Take me to Brigham City Community Hospital: For close-to-home, comforting care
At 8-years-old, polio attacked LeAnne Hunsaker’s body. She re-learned how to walk and received her first tracheotomy; an opening in the neck that allows a tube to be placed directly into the windpipe. Since then, physical challenges continue impacting LeAnne’s life. In fact, in the past six years she has undergone seven surgeries for various reasons and in multiple areas of the body … but even with all that, she never anticipated breast cancer.
With no family history of breast cancer and clear mammograms for decades, LeAnne approached her annual screening without trepidation or worry.
“We screen every year looking for small changes in the breast that tip us off to early forms of breast cancer,” explained Bridgette Braegger, lead mammography tech at Brigham City Community Hospital. “LeAnne hadn’t seen us the year before due to COVID, but she had screened consistently so we had a good record to compare with. Unfortunately, this year’s screening revealed a small change – an abnormality that pointed to cancer.”
Fast findings: from screening to diagnosis
Within 24 hours, LeAnne returned to Brigham City Community Hospital for an in-depth diagnostic mammogram and an ultrasound.
“It was kind of a shocker when they told me what they found,” LeAnne said. “Since my health issues have gone on and on, I thought, ‘Oh no, here we go again!’ Then I just wanted to move forward and take action.”
The next step included a biopsy of the suspicious breast tissue, the only definitive way to diagnose breast cancer.
“Within a few days of the mammogram I had the biopsy at Brigham City Community Hospital. Everything happened so fast – and that’s a good thing,” LeAnne said. “The faster the better. Then you’re not sitting there with time to think and worry.”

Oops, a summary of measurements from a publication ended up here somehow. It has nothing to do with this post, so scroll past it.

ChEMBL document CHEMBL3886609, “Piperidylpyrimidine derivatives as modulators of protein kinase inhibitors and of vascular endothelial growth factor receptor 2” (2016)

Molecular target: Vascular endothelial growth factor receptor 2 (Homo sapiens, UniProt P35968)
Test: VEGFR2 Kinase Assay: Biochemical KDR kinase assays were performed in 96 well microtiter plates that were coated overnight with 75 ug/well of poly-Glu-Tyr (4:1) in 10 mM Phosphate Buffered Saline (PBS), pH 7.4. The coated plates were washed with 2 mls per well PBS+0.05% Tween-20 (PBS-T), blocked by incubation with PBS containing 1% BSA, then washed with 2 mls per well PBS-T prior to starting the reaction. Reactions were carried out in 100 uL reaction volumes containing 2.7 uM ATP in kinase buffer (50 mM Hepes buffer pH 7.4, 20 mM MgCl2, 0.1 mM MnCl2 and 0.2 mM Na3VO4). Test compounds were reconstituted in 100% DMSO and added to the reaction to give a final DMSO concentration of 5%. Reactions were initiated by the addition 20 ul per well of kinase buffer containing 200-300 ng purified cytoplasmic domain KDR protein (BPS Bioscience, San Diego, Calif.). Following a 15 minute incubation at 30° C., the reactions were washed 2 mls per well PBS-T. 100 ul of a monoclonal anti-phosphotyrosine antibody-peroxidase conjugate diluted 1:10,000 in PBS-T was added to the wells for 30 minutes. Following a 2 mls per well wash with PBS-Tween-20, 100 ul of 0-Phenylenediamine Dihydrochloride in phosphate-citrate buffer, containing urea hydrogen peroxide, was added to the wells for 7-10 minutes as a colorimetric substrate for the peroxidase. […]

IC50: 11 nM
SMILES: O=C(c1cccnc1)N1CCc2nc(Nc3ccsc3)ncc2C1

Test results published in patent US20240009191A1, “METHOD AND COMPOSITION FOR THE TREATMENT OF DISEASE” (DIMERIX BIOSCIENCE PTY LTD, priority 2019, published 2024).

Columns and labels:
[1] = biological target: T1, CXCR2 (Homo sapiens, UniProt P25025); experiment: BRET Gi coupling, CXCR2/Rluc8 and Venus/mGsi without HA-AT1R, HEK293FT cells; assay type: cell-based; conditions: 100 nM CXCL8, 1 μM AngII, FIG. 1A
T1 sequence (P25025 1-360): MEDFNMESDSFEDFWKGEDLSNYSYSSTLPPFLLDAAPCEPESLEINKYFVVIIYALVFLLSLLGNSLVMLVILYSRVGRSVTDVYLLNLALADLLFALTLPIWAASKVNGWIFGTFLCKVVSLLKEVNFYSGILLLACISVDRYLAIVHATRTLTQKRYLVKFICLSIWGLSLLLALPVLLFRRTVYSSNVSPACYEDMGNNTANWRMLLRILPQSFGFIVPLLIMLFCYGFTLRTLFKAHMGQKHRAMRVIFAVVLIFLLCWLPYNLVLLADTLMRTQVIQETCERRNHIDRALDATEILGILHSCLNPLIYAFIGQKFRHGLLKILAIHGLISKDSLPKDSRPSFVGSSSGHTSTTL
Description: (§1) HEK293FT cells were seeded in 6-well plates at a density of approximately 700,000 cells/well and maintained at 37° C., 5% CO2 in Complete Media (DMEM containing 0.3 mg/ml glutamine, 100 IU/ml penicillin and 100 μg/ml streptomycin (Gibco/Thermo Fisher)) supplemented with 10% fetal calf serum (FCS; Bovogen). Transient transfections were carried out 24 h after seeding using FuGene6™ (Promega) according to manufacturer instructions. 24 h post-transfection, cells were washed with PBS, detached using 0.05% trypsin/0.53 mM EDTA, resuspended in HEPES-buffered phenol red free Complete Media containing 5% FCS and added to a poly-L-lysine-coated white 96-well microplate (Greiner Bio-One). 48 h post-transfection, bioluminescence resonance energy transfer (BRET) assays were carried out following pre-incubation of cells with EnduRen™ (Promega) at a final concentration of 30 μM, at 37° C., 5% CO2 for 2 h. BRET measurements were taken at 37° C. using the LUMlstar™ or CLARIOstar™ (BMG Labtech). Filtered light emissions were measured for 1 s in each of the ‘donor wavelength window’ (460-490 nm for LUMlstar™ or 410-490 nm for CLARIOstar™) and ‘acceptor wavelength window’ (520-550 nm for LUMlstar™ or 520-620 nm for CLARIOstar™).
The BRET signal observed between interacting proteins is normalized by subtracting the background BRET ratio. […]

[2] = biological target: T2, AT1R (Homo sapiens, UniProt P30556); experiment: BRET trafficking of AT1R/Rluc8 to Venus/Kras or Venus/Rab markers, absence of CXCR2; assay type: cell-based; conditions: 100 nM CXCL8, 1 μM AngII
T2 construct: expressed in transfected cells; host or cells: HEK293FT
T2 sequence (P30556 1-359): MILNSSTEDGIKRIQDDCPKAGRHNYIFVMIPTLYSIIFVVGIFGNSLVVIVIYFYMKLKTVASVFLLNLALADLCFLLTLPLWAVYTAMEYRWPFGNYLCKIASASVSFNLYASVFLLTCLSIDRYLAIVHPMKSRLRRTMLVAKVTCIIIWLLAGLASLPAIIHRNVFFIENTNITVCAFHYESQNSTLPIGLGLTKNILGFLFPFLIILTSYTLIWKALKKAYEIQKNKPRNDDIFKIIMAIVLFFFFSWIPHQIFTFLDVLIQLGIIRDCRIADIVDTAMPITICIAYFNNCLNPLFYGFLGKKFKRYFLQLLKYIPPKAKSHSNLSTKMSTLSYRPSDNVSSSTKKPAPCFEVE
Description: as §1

Making mammograms comfortable
Scheduling mammograms at the same place each year makes it easier for doctors to compare results. LeAnne chooses Brigham City Community Hospital as her location to get mammograms based on two factors: convenience and kindness.
“It’s so easy when it’s close-to-home,” LeAnne said. “And the people there are wonderful. Kelly, my nurse navigator, checks on me and answers all my questions and Bridgette is very compassionate.”
Bridgette speaks of a special bond between patients and mammogram team members.
“My patients have described it to me like going to a hair salon,” Bridgette said. “They say you don’t want to change your hair lady, and you don’t want to change your boob lady. We form real relationships through the process; and we always do our best to make an uncomfortable exam very comfortable.”
Early detection, better results
The earlier breast cancer is found, the more treatment options are available and the better chances for survival. At the time of diagnosis, LeAnne had Stage 2 cancer. She has since undergone surgery to remove the area.
“The good news is, LeAnne’s cancer was identified early, so it was totally treatable,” Bridgette said. “She a perfect example of the importance of annual screenings because she’s at an age where a lot of women don’t think they need mammograms anymore.”
According to the American Cancer Society, screenings should continue as long as a woman is in good health and is expected to live 10 more years or longer.
“Just get the mammogram. It’s not worth the risk and it’s not that hard to have done,” LeAnne said. “I say, ‘Take me to Brigham City Community Hospital because it’s convenient and personable.’”
Learn more about Breast Health Services at Brigham City Community Hospital.